Renewable energy offers an immediate means to decarbonise the global energy mix.
The second edition of REthinking Energy – the flagship report from the International Renewable Energy Agency (IRENA) – looks at how the transition to renewables could help limit global warming. As the report points out, renewable energy is at the core of any strategy for countries to meet climate goals while supporting economic growth, employment and domestic value creation.
Doubling the share of renewables by 2030 could deliver around half of the emissions reductions needed and, in combination with energy efficiency, keep the rise in average global temperatures within 2 degrees Celsius, the widely recognised target to prevent catastrophic climate change.
The share of renewables needs to grow not only in power generation but also in transport, heating and cooling. To avoid a lock-in with unsustainable energy systems, investments must grow immediately and must almost double to USD 500 billion annually between now and 2020, IRENA’s analysis shows.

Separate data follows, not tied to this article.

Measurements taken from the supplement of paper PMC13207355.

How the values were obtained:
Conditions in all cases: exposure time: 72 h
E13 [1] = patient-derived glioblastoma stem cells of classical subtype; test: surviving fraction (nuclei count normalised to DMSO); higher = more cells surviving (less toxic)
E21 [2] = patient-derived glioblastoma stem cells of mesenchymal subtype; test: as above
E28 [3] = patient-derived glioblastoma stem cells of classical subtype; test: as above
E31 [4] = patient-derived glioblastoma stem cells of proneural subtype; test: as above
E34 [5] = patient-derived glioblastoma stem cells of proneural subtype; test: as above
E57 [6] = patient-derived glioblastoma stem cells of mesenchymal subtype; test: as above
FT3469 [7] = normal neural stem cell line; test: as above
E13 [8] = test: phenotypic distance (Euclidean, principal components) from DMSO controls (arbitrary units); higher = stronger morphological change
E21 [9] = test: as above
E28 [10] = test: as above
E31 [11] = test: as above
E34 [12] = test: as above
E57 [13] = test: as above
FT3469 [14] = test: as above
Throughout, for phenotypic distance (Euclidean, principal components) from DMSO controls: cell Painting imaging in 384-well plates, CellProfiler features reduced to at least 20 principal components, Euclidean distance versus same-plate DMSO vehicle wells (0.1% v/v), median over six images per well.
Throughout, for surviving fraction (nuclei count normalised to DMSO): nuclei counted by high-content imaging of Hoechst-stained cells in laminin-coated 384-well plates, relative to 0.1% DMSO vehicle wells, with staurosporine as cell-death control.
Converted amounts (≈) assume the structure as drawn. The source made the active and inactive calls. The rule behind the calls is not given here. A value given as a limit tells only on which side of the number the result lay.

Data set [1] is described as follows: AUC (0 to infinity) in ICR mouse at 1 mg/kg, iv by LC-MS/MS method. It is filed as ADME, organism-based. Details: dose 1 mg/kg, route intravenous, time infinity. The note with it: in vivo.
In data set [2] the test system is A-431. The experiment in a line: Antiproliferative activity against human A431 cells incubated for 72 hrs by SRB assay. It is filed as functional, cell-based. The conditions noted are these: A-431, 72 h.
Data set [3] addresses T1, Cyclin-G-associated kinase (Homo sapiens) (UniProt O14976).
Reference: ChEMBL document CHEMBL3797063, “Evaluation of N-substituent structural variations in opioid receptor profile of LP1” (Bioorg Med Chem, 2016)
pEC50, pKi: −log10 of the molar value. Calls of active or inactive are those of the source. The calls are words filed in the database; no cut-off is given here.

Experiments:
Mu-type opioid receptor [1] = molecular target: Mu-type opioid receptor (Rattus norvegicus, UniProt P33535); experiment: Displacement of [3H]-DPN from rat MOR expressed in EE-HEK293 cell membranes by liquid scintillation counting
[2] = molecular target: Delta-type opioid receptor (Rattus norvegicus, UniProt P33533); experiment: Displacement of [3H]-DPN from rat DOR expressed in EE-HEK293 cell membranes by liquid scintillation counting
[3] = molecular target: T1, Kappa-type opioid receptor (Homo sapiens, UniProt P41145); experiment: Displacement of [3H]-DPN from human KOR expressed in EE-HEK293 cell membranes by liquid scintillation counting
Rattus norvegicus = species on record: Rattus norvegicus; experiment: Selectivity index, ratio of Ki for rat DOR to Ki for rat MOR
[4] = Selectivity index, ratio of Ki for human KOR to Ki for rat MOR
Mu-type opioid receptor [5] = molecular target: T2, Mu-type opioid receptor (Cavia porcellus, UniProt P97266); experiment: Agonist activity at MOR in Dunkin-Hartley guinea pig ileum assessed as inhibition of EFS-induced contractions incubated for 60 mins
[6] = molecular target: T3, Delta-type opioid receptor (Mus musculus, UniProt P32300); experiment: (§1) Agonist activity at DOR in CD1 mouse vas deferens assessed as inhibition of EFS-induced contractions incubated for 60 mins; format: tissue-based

Five clear actions are needed to support the renewable energy transition:
- Strengthening the policy commitment to renewable energy;
- Mobilising investment in renewable energy;
- Building institutional, technical and human capacity;
- Harnessing the cross-cutting impact of renewables on sustainable development;
- Enhancing regional engagement and international cooperation.
REthinking Energy: Renewable Energy and Climate Change was released in November 2015, ahead of the 21st Conference of Parties (COP21) to the United Nations Framework Convention on Climate Change, held in Paris, France.
The first edition, REthinking Energy: Towards a New Power System, appeared in 2014.